Author Topic: Rangemaster's 47uF cap and it relation to gain?  (Read 475 times)

carboncomp

Rangemaster's 47uF cap and it relation to gain?
« on: November 20, 2020, 09:04:41 PM »

I have just been reading the Dallas Rangemaster Treble Booster Analysis on:
https://www.electrosmash.com/dallas-rangemaster

It states that the 47uF:
Quote
C3: 47uF electrolytic cap, makes the guitar signal to bypass the R3 resistor. This makes the signal to get higher gain

And adds the formula:
Quote
Gv = gm  x Rc =  0.008 x 10K = 80 = 38dB.

note:

gm = 0.008 it was calculated in the Input Impedance section.
38dB is a high voltage gain for a booster pedal, other similar pedals like the MXR MicroAmp have a lower voltage gain of 26dB. This is not necessarily a good or a bad thing, but the Rangemaster will for sure be able to drive signals harder.

But doesn't explain what gm or Rc is of how the uF value of the capacitor feeds into the calculation?

Is it a case of lower value = lover gain, and higher value = higher gain, and by what factor, would you hear a difference using say a small jump to 68uF capacitor, or need to go into the 100's?


PRR

Re: Rangemaster's 47uF cap and it relation to gain?
« Reply #1 on: November 20, 2020, 11:18:49 PM »
> doesn't explain what gm or Rc is

Says "gm = Ie/Vt = 0.2mA/25mV = 0.008"  This is a hasty way of introducing Shockley's Law. Gm of a BJT transistor can be determined just from its emitter current.

Rc is a mis-type. The only 10k resistor in here is called Rv everywhere else.

> how the uF value of the capacitor

"C3: creates a high-pass filter with a fc=1/2πC3xR3 = 1/(2 x π x 47uF x 3.9KΩ) = 0.8Hz (not in the audio band)"
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iainpunk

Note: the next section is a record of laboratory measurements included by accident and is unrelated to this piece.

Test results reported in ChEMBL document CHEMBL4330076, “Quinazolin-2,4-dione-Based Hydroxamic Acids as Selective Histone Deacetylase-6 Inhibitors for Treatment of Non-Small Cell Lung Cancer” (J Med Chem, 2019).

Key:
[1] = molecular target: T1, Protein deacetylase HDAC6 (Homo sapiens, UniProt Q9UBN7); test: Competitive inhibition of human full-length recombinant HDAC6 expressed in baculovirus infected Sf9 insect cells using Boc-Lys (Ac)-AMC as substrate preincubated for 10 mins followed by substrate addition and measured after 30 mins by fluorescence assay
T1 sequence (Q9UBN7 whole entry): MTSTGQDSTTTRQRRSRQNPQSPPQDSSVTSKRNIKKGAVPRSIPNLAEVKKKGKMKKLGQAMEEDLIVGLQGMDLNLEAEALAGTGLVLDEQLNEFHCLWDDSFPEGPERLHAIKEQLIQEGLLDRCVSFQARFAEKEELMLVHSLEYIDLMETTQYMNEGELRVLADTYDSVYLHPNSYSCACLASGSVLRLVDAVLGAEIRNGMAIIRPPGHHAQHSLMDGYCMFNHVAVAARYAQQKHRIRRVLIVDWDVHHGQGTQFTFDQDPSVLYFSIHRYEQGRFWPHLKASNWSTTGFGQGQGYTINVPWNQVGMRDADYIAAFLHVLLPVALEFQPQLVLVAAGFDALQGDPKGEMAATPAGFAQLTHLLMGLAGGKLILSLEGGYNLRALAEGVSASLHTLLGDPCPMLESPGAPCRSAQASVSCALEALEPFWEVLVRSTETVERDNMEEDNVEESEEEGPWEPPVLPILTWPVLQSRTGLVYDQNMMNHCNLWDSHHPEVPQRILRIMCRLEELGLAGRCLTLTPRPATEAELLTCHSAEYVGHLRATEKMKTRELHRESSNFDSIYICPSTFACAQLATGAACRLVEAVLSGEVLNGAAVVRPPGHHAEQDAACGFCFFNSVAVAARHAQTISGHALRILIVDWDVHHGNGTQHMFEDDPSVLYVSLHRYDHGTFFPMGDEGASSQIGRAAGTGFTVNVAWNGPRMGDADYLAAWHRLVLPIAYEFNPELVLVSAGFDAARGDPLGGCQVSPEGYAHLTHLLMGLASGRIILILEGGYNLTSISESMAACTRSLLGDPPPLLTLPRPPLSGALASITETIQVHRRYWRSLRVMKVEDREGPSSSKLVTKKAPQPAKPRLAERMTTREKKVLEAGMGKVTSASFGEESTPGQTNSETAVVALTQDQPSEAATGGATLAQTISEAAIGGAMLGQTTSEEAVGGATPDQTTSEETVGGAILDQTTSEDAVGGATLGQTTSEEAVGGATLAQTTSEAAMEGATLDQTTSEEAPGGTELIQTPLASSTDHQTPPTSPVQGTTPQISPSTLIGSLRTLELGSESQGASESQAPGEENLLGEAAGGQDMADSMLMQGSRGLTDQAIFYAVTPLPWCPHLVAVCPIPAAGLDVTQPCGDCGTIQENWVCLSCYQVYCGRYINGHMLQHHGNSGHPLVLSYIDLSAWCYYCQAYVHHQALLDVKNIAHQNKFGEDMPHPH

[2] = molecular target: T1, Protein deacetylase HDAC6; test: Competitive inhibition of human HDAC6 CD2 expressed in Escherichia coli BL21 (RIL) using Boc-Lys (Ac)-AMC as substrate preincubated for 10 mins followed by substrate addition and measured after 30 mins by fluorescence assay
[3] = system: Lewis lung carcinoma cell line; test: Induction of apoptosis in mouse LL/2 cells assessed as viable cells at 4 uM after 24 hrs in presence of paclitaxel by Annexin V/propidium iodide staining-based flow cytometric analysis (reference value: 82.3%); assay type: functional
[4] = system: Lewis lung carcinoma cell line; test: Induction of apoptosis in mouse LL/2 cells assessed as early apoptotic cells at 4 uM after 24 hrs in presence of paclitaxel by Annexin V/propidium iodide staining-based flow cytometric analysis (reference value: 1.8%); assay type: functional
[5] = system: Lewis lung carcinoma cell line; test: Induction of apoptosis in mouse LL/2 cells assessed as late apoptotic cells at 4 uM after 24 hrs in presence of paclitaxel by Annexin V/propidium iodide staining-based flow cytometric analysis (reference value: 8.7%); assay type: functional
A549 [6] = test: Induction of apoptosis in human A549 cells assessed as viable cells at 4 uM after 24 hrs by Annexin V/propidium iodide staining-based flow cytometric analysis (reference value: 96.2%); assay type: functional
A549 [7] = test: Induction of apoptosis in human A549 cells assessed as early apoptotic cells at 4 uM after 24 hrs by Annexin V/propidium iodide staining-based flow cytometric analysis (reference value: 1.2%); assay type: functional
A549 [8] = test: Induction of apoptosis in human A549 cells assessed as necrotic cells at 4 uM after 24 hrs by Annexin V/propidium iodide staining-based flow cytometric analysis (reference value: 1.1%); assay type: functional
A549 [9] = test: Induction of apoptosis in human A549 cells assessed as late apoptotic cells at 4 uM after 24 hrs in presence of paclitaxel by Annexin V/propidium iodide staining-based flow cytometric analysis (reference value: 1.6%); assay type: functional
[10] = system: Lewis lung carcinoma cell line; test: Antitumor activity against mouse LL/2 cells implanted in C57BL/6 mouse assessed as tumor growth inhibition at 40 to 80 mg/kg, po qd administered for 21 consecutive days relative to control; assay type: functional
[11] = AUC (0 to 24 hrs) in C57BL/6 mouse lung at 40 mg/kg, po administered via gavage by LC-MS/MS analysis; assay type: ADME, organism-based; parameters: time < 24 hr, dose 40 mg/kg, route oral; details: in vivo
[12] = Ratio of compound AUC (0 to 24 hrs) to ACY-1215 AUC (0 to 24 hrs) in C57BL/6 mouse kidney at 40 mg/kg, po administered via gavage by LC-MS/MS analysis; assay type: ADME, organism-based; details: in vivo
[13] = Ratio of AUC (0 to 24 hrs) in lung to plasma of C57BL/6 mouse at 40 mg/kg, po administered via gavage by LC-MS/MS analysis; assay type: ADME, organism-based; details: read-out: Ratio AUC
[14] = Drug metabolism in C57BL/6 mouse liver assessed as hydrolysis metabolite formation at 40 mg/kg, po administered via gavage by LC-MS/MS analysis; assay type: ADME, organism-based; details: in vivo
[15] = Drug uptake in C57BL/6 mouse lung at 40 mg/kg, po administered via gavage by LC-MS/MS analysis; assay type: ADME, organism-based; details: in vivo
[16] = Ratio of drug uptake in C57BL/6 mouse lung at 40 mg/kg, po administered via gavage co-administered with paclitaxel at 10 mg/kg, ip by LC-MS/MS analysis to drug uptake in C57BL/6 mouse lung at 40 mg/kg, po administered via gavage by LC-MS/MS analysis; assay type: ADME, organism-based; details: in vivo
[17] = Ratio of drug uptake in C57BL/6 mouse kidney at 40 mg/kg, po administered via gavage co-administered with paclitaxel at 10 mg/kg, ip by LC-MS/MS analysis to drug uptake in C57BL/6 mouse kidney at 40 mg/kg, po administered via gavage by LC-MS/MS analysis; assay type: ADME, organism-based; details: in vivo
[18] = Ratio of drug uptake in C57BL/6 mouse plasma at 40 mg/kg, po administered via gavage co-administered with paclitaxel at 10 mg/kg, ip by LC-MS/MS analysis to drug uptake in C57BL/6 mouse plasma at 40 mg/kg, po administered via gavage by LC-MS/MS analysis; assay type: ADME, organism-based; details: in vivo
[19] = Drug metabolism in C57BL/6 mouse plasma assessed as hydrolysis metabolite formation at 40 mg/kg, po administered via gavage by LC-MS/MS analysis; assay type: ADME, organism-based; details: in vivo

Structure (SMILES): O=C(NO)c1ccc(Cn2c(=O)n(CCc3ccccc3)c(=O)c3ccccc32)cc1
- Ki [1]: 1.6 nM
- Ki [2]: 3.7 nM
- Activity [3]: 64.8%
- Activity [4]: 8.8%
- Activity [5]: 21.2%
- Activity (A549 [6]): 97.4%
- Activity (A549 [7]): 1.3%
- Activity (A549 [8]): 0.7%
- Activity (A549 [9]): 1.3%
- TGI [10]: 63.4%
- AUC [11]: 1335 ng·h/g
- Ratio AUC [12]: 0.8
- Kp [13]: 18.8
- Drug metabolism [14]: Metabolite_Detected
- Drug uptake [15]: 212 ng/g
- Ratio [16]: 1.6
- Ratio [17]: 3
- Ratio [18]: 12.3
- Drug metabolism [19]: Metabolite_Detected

Re: Rangemaster's 47uF cap and it relation to gain?
« Reply #2 on: November 21, 2020, 10:47:56 AM »
no, a bigger cap doesn't make the gain higher per se. the thing it does is determine at what point the bass is attenuated. you can go as low as 1uf and not really change that much about the sound (especially in font of a cranked amp).
i personally don't recommend electro smash, there are a whole host of mistakes, a lot of them are in formulas, and this can lead to confusion, especially in beginners.

the only way to make the gain higher is change the collector resistor and the bias resistors. although im not sure that the gain can get higher with the particular germanium transistor in the circuit, you might want to change that one too. if you don't mind silicon transistors, i like the sound of a BD139 in a rangemaster-type circuit. (or a 2n3055, it sound good but its a cumbersome size to use in a small pedal.)

cheers, Iain
« Last Edit: November 21, 2020, 10:54:30 AM by iainpunk »
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carboncomp

Re: Rangemaster's 47uF cap and it relation to gain?
« Reply #3 on: November 21, 2020, 12:57:06 PM »
Thanks, I was trying to get my head around what it was actually doing as I see it used a lot in older boost pedals with a wide variety of values and then sometimes not used at all.

antonis

Re: Rangemaster's 47uF cap and it relation to gain?
« Reply #4 on: November 21, 2020, 02:04:54 PM »
Another way to face it is the intrinsic Emitter resistor (re = 1/gm) which is set in series with transistor Emitter leg..

When Emitter "external" resistor (R3) is bypassed by C3, re is still present (125R here) so Q1 gain is set by [RV / (re + XC3)], where XC3 = 0.159 / C3 x f and f = signal frequency..

You see that, for gain calculated from gm x RV, you need C3 value to be infinite (XC3=0) and this only stands for actually (DC) grounded Emitter...

0.8Hz R3/C3 HPF cut-off frequency is the starting point for considering Emitter AC grounded only for R3 >> re >> XC3   so the higher the frequency the lower the XC3 hence the higher the gain..

P.S.
A slightly more detailed analysis calls for re + R3//C3 effective Emitter resistor by which RV should be divided for gain calculation..
(with Collector internal resistance and next stage impedance considered infinite..)
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